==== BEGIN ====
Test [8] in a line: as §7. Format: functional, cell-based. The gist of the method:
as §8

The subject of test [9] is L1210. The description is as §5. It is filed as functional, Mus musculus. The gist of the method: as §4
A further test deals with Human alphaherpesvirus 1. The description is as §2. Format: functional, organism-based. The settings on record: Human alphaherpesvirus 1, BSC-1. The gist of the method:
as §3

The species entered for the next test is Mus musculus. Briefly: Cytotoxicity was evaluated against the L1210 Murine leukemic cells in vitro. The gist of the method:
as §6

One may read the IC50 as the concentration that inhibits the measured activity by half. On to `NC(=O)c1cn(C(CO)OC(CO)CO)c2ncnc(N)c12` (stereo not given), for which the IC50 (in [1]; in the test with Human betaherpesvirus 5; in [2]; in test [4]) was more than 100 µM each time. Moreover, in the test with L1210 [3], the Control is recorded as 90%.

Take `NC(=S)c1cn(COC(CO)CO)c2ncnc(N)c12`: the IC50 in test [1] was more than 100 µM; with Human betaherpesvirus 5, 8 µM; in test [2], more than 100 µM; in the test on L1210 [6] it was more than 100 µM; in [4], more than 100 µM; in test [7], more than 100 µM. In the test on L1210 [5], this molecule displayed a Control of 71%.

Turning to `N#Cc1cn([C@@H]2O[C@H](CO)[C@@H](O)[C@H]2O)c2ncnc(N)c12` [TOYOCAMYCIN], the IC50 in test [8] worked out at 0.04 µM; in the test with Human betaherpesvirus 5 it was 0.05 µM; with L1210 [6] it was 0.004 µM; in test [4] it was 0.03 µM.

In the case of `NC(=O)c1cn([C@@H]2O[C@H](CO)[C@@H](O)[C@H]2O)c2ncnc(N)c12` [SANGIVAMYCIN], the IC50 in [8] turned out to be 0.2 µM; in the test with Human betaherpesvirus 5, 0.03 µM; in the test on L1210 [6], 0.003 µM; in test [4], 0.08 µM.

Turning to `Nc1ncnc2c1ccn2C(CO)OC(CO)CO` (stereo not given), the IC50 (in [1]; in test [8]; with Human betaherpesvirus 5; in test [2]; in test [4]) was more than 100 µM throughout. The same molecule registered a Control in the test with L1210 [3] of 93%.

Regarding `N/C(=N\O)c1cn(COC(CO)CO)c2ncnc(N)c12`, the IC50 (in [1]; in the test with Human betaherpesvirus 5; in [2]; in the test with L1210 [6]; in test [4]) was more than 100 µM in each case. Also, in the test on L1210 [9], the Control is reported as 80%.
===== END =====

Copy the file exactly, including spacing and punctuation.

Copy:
Test [8] in a line: as §7. Format: functional, cell-based. The gist of the method:
as §8

The subject of test [9] is L1210. The description is as §5. It is filed as functional, Mus musculus. The gist of the method: as §4
A further test deals with Human alphaherpesvirus 1. The description is as §2. Format: functional, organism-based. The settings on record: Human alphaherpesvirus 1, BSC-1. The gist of the method:
as §3

The species entered for the next test is Mus musculus. Briefly: Cytotoxicity was evaluated against the L1210 Murine leukemic cells in vitro. The gist of the method:
as §6

One may read the IC50 as the concentration that inhibits the measured activity by half. On to `NC(=O)c1cn(C(CO)OC(CO)CO)c2ncnc(N)c12` (stereo not given), for which the IC50 (in [1]; in the test with Human betaherpesvirus 5; in [2]; in test [4]) was more than 100 µM each time. Moreover, in the test with L1210 [3], the Control is recorded as 90%.

Take `NC(=S)c1cn(COC(CO)CO)c2ncnc(N)c12`: the IC50 in test [1] was more than 100 µM; with Human betaherpesvirus 5, 8 µM; in test [2], more than 100 µM; in the test on L1210 [6] it was more than 100 µM; in [4], more than 100 µM; in test [7], more than 100 µM. In the test on L1210 [5], this molecule displayed a Control of 71%.

Turning to `N#Cc1cn([C@@H]2O[C@H](CO)[C@@H](O)[C@H]2O)c2ncnc(N)c12` [TOYOCAMYCIN], the IC50 in test [8] worked out at 0.04 µM; in the test with Human betaherpesvirus 5 it was 0.05 µM; with L1210 [6] it was 0.004 µM; in test [4] it was 0.03 µM.

In the case of `NC(=O)c1cn([C@@H]2O[C@H](CO)[C@@H](O)[C@H]2O)c2ncnc(N)c12` [SANGIVAMYCIN], the IC50 in [8] turned out to be 0.2 µM; in the test with Human betaherpesvirus 5, 0.03 µM; in the test on L1210 [6], 0.003 µM; in test [4], 0.08 µM.

Turning to `Nc1ncnc2c1ccn2C(CO)OC(CO)CO` (stereo not given), the IC50 (in [1]; in test [8]; with Human betaherpesvirus 5; in test [2]; in test [4]) was more than 100 µM throughout. The same molecule registered a Control in the test with L1210 [3] of 93%.

Regarding `N/C(=N\O)c1cn(COC(CO)CO)c2ncnc(N)c12`, the IC50 (in [1]; in the test with Human betaherpesvirus 5; in [2]; in the test with L1210 [6]; in test [4]) was more than 100 µM in each case. Also, in the test on L1210 [9], the Control is reported as 80%.